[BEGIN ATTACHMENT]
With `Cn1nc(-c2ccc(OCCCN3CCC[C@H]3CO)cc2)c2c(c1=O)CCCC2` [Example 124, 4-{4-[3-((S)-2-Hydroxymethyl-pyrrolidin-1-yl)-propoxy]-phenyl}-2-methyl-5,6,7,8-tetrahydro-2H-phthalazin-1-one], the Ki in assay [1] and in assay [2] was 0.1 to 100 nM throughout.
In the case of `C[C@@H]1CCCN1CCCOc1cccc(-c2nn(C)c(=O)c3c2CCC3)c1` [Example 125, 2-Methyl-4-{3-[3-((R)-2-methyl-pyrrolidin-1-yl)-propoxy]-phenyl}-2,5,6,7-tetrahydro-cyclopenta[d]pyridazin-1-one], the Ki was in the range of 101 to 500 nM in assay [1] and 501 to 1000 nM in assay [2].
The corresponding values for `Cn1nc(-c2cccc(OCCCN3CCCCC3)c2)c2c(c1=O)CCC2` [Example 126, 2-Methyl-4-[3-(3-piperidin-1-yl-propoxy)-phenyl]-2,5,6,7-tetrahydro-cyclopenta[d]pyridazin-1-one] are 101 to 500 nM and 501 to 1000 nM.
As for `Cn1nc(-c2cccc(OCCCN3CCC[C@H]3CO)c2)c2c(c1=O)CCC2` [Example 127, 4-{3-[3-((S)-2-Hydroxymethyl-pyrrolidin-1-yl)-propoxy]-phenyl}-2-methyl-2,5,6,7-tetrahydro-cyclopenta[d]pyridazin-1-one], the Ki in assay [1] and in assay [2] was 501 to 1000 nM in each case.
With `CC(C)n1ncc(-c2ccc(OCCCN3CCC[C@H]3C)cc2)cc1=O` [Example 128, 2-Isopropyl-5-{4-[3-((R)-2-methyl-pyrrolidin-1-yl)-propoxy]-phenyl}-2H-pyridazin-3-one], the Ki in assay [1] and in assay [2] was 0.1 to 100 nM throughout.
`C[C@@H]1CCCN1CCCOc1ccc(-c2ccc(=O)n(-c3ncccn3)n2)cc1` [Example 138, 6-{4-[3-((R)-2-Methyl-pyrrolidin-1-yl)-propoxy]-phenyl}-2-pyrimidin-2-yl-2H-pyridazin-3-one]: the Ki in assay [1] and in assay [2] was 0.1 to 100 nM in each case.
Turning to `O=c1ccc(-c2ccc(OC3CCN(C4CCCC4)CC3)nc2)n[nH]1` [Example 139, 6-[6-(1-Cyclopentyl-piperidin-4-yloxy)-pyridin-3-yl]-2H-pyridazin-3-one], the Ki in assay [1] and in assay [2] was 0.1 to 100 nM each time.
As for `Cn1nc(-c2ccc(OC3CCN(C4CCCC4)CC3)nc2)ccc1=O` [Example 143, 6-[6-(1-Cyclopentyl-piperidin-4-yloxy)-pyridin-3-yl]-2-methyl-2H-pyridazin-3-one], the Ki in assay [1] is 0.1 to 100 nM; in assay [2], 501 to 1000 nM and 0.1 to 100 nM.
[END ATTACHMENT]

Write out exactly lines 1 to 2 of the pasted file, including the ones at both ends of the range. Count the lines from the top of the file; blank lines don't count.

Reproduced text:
With `Cn1nc(-c2ccc(OCCCN3CCC[C@H]3CO)cc2)c2c(c1=O)CCCC2` [Example 124, 4-{4-[3-((S)-2-Hydroxymethyl-pyrrolidin-1-yl)-propoxy]-phenyl}-2-methyl-5,6,7,8-tetrahydro-2H-phthalazin-1-one], the Ki in assay [1] and in assay [2] was 0.1 to 100 nM throughout.
In the case of `C[C@@H]1CCCN1CCCOc1cccc(-c2nn(C)c(=O)c3c2CCC3)c1` [Example 125, 2-Methyl-4-{3-[3-((R)-2-methyl-pyrrolidin-1-yl)-propoxy]-phenyl}-2,5,6,7-tetrahydro-cyclopenta[d]pyridazin-1-one], the Ki was in the range of 101 to 500 nM in assay [1] and 501 to 1000 nM in assay [2].